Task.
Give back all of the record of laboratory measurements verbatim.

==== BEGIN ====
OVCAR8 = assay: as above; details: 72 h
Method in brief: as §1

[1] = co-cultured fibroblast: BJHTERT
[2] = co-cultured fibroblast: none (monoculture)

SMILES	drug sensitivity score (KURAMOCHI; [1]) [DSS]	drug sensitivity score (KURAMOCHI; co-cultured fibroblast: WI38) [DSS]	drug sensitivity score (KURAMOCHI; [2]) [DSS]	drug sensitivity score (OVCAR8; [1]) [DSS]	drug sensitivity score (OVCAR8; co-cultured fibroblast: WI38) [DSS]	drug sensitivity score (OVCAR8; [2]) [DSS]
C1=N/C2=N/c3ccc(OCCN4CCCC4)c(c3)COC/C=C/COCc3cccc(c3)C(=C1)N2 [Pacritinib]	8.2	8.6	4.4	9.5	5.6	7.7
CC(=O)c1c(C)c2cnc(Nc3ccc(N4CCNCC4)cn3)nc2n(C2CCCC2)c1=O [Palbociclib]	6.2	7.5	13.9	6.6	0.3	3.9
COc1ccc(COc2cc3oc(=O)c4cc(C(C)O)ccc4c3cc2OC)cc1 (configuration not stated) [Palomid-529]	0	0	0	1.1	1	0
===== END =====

OVCAR8 = assay: as above; details: 72 h
Method in brief: as §1

[1] = co-cultured fibroblast: BJHTERT
[2] = co-cultured fibroblast: none (monoculture)

SMILES	drug sensitivity score (KURAMOCHI; [1]) [DSS]	drug sensitivity score (KURAMOCHI; co-cultured fibroblast: WI38) [DSS]	drug sensitivity score (KURAMOCHI; [2]) [DSS]	drug sensitivity score (OVCAR8; [1]) [DSS]	drug sensitivity score (OVCAR8; co-cultured fibroblast: WI38) [DSS]	drug sensitivity score (OVCAR8; [2]) [DSS]
C1=N/C2=N/c3ccc(OCCN4CCCC4)c(c3)COC/C=C/COCc3cccc(c3)C(=C1)N2 [Pacritinib]	8.2	8.6	4.4	9.5	5.6	7.7
CC(=O)c1c(C)c2cnc(Nc3ccc(N4CCNCC4)cn3)nc2n(C2CCCC2)c1=O [Palbociclib]	6.2	7.5	13.9	6.6	0.3	3.9
COc1ccc(COc2cc3oc(=O)c4cc(C(C)O)ccc4c3cc2OC)cc1 (configuration not stated) [Palomid-529]	0	0	0	1.1	1	0